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You’re a month away from your milestone 65th birthday, and life is good. You remain at work and plan to do so for several more years, whether because you love what you do or you fear your retirement savings won’t cover the lifestyle that you want to live.
Let’s create a scenario: Your family of four has just won a seven-day vacation to a popular theme park. The prize was advertised as paying for your air transportation, housing, and two meals a day, as well as a $1,500 cash for admission tickets, daily lunch, and souvenirs.
HSA investors have long been a key element of the HSA industry. According to Devenir Research, the average HSA investor held roughly $10,948 in investments at the end of 2018. In addition, these investors held $3,580 in cash, more than double the funded deposit balance of non-investors.
Representatives Ami Bera (D-CA) and Jason Smith (R-MO) have introduced bi-partisan legislation (HR 3796 “The Health Savings for Seniors Act”) to allow retired seniors on Medicare to have a health savings account or HSA. Medicare beneficiaries would be able to fund the account and use it to pay for healthcare expenses in retirement.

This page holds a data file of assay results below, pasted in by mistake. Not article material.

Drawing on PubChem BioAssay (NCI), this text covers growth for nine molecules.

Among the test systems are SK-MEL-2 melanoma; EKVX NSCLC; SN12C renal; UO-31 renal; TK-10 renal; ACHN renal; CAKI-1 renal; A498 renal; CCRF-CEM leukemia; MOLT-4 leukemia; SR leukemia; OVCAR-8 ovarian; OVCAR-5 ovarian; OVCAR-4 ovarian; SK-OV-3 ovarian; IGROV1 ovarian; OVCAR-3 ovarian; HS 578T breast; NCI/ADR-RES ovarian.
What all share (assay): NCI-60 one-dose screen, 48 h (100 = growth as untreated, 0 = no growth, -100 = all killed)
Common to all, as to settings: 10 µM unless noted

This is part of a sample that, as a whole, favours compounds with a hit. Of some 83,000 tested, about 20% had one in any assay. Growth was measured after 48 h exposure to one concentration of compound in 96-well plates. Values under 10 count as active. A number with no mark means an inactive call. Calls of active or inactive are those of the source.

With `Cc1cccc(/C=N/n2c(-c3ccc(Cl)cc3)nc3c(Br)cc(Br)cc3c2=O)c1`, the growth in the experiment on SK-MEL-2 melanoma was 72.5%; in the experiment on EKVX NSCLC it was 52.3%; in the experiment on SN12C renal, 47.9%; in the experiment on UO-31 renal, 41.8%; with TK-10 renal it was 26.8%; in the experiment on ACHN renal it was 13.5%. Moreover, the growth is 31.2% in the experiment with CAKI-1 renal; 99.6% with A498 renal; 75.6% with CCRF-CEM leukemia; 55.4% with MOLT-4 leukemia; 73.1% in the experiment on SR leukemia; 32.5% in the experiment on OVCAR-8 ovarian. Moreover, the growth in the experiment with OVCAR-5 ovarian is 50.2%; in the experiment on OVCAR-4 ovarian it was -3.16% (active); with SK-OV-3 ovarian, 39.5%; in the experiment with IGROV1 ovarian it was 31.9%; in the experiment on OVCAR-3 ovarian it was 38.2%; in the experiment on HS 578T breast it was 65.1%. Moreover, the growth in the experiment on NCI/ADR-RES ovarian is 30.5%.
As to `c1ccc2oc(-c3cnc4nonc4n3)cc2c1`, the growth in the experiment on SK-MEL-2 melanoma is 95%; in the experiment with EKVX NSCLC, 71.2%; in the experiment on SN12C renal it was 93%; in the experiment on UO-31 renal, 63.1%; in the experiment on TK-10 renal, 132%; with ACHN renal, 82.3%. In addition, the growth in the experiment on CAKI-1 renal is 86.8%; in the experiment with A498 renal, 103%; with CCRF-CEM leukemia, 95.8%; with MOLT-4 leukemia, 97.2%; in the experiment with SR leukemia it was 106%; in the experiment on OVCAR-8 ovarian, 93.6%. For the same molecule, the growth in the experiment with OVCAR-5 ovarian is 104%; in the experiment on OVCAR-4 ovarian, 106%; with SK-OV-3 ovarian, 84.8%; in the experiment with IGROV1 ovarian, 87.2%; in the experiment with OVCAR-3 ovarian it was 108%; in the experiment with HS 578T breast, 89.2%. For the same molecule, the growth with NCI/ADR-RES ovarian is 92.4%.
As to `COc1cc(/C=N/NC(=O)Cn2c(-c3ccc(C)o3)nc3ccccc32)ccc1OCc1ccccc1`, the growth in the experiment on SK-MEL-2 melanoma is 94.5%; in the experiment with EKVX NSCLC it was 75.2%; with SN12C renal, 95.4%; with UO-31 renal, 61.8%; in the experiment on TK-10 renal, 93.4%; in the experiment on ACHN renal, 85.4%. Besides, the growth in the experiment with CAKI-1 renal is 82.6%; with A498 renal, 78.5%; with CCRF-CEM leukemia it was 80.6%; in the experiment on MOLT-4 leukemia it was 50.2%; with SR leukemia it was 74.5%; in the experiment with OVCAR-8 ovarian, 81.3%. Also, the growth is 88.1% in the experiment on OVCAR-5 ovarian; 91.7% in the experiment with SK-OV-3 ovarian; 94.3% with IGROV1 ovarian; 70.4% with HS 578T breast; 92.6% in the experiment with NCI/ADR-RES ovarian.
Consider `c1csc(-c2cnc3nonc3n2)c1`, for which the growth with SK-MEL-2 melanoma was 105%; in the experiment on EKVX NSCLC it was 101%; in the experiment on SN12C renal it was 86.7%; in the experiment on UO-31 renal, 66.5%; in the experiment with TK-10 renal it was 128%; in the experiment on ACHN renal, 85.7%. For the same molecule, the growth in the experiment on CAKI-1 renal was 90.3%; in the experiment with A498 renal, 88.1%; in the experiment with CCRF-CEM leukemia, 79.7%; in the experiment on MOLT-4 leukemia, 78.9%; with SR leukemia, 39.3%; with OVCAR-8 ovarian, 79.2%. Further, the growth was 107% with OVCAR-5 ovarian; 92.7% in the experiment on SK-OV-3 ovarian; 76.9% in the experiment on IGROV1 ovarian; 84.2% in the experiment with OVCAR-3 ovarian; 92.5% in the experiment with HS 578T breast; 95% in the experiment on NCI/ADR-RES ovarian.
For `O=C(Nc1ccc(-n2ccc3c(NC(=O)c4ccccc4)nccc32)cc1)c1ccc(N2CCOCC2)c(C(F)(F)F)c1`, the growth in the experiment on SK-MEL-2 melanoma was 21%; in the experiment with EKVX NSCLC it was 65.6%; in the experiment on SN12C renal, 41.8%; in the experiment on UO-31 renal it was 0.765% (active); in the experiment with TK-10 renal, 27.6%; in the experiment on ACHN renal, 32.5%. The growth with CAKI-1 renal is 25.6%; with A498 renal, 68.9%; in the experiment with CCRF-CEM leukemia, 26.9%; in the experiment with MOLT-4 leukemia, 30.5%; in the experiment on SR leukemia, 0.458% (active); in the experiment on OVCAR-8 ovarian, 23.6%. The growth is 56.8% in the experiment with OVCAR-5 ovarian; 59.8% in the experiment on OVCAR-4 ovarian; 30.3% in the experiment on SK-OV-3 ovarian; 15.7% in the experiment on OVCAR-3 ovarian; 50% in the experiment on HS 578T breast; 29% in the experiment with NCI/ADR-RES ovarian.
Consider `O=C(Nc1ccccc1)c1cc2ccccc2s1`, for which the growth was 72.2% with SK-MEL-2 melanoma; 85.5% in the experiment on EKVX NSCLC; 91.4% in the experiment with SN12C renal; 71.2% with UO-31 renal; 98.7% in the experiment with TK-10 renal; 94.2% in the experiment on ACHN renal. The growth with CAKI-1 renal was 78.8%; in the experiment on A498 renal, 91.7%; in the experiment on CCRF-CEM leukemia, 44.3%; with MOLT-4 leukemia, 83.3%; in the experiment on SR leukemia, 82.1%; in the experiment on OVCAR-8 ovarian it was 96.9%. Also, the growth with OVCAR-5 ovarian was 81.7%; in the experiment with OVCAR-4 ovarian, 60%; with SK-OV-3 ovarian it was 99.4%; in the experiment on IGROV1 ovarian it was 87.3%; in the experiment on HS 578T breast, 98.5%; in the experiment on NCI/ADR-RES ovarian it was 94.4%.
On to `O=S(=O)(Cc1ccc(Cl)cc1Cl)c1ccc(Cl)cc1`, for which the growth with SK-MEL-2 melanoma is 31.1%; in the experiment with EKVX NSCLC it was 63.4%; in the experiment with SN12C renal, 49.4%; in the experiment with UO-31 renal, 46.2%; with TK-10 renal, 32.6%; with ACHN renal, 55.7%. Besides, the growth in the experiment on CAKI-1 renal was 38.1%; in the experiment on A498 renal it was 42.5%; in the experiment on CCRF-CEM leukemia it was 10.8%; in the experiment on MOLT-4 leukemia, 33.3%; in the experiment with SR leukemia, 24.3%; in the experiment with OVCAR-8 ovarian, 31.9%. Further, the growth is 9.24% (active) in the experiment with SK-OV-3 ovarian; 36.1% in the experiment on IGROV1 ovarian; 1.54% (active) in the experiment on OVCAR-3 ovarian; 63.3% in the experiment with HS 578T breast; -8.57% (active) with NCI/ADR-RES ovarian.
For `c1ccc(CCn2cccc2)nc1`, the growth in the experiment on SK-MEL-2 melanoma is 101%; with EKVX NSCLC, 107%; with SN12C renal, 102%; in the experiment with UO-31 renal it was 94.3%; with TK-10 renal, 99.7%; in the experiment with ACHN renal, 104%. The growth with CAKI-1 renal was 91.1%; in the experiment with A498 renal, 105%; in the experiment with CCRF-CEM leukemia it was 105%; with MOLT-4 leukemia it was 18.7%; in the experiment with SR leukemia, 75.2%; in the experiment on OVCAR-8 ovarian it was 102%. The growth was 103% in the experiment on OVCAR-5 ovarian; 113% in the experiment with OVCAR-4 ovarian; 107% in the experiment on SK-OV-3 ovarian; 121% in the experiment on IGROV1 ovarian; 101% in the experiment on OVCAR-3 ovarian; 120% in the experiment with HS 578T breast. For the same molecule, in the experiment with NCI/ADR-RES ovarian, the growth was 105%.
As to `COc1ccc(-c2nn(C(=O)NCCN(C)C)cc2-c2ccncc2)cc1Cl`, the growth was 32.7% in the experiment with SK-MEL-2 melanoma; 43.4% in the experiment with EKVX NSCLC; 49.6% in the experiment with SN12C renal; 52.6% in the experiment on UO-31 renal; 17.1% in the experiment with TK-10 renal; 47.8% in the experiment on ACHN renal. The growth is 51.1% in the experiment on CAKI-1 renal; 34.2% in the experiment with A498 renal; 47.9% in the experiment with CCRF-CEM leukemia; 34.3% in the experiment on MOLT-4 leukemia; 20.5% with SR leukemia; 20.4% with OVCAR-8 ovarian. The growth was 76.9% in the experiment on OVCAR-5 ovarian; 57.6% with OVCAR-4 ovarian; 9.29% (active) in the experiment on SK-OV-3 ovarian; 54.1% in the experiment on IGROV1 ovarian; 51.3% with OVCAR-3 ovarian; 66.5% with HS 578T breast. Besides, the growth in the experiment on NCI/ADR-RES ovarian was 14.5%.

The amount of money individuals may need to cover their health care expenses once they retire may be eye-opening for many of them. EBRI recently found that couples with long life expectancy and high prescription drug expenses could need as much as $363,000 to cover premiums and out-of-pocket expenses.
Dr. Bill West, SVP of Business Development for HealthEquity and a member of the Board of Directors of the HSA Council, visited with J. Kevin A. McKechnie l to discuss the role of HSAs in health care reform and in retirement in Studio 1120.